We have less of an excuse because we understand what He meant.  We have the full story of not only where this leads, but who Jesus is revealed to be later on.

 

But it is that desire for obedience that is what draws our attention today.  And Paul’s section from his Epistle also helps us to further understand our duty toward God….and the grace that is needed to live it out.

 

We like Mary and Joseph should also, with all lessons and examples we get from Scripture think about them, treasure them in our hearts and seek the grace of God to apply them and put them to work in our lives of sanctification as well.

Paul today, in no uncertain terms, lays out for us, through his correspondence with the Church in Rome, his instructions and guidance in the life of godliness.

 

Paul has written 11 chapters to the Romans with doctrinal precision and now in chapter 12 verse 1, he turns the application of this doctrine…to the application of it in life.

 

Obviously it’s important.  He says, “I appeal to you therefore, brothers…” This is not just advice in passing.  This is strict instruction for us. This is an earnest desire on Paul’s part that we live a holy life reflecting the perfect obedience and life of Christ. 

He knows we cannot attain the level of perfection Christ did.  But he desires with all of his heart that we live a life in imitation of Christ as a responsibility… and as a witness.

 

He says “…by the mercies of God….

Sproul – “Paul makes his plea in light of God’s tender mercies, [GRACE] which he has just finished expounding in chapter 11, and those mercies are these: (1) we are justified by faith; (2) our sins are forgiven through the atonement of Christ; (3) God works all things together for our good; and (4) God calls people to himself. Everything Paul has expounded throughout the doctrinal section of the epistle, chapters 1–11, points back to God’s mercy.”[1]

 

Again we can easily exchange Mercies for Grace in this and make no real change.  The mercies of God are His grace.  God is merciful because He is gracious.  Grace is in fact mercy.  Grace is given again, to unworthy and undeserving recipients…in the form of mercy.

 

So here is what the grace-empowered life looks like according to Paul.

 

Here is the grace-filled instruction for us in light of God’s mercy to us.

 

“…present your bodies as a living sacrifice, holy and acceptable to God, which is your spiritual worship.”

 

Presenting our bodies as a sacrifice to God should call to mind first of all the Old Testament and the sacrifices given to God in the Tabernacle and Temple.

 

Bulls, goats, lambs, turtledoves, and even cereal offerings were brought into the sanctuary and sacrificed.

 

We think of sacrifice as giving something up or giving something away.  There is some of this in the sacrifices here in the Old Testament, but there is more to it. Sacrifice is not just us losing something, but expressing something as well.  When we sacrifice, we are saying something about what we value.

We are told here by Paul to sacrifice our bodies in holiness and obedience to God.  Not for no reason, but for the greatest of reasons.  It is for God.  God is of infinite value to us, and making a sacrifice of ourselves is a statement of our desire to please Him….because God is worthy of our praise and adoration and obedience.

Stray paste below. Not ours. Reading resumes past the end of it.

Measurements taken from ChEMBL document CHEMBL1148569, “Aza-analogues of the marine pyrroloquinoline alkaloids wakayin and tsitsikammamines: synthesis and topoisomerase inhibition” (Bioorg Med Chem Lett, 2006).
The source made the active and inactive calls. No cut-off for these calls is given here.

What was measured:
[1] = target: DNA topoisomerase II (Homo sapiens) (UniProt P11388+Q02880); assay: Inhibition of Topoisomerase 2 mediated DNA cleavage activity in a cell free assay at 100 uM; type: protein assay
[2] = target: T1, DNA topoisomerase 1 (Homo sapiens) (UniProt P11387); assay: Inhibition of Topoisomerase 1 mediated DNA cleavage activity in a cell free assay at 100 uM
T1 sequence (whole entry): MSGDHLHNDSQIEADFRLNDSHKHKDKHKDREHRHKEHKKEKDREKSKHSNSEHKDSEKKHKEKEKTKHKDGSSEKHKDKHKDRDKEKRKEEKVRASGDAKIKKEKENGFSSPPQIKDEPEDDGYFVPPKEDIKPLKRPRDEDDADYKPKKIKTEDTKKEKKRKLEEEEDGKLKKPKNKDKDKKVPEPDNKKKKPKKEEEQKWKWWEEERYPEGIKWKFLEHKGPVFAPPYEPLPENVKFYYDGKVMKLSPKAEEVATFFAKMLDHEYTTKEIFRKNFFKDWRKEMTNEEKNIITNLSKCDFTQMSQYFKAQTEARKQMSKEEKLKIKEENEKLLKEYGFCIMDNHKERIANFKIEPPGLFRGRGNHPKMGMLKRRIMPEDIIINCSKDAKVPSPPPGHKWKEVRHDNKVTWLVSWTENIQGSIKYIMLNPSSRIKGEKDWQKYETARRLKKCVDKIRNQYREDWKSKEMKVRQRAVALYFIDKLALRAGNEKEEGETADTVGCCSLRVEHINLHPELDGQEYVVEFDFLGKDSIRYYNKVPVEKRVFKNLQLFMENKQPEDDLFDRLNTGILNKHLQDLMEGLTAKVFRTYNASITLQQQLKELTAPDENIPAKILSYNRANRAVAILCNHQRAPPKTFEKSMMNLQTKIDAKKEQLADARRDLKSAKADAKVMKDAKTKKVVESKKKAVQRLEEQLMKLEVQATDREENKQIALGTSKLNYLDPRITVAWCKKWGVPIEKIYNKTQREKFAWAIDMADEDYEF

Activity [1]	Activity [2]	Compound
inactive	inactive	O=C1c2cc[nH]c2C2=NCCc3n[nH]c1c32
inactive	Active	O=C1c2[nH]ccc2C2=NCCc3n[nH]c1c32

Paul encourages us to give our entire selves to God as Christ did.  We cannot give ourselves in all the ways Christ did, because He gave Himself for us.  But we can give ourselves to God to thank Him and to serve Him.

 

If we are Christians, we are to sacrifice ourselves to God each and every day.  Not just coming to Church on a Sunday but in the place we work, or go to school, or in the home with our families.

 

This sacrifice that we are to give is called by Paul, a living sacrifice, holy and acceptable to God.

 

Oswald Chambers’ famous book is called, My Utmost for His Highest.  That is what we are called to.  Our utmost is our sacrifice. No hypocrisy.  No false pretenses. No half-heartedness, but holy and acceptable.

 

This manifests itself in confession of sin. 

A contrite heart.

True repentance.

Amendment of life.

 

We open our worship of God each time with these words.  Cleanse the thoughts of our hearts by the inspiration of the Holy Spirit; that we may perfectly love God and worthily magnify His Holy Name.

 

This we work to reflect in our lives.

 

Paul describes how we do this as well.  He says: “Do not be conformed to this world, but be transformed by the renewal of your mind…”

Do not think of yourselves more highly than you ought to think, but think with sober judgment, each according to the measure of faith that God has assigned.

 

This can only be done by the grace of God going before us, prompting us and inclining our hearts to this sort of life.

 

It is a whole life and whole body and soul command. 

 

Jesus set the standard for being a living sacrifice to God.  He sacrificed much more than we will ever have to because He sacrificed for us His life.

 

Even at a young age, His desire was to live for His Father in Heaven.  To live for God. 

 

 

 

Let us always pray in all situations that by God’s grace, we too may be encouraged by His example and thankful that because of His sacrifice unto death, we don't have to offer of ourselves that way.

 

We now are to offer a sacrifice out of gratitude.  And by the grace of God it will be pleasing to Him.

 

In the Name of the Father, and of the Son, and of the Holy Ghost.  Amen.

 

 

 

 

 

 

 



[1] Sproul, R. C. (2009). Romans (p. 406). Wheaton, IL: Crossway.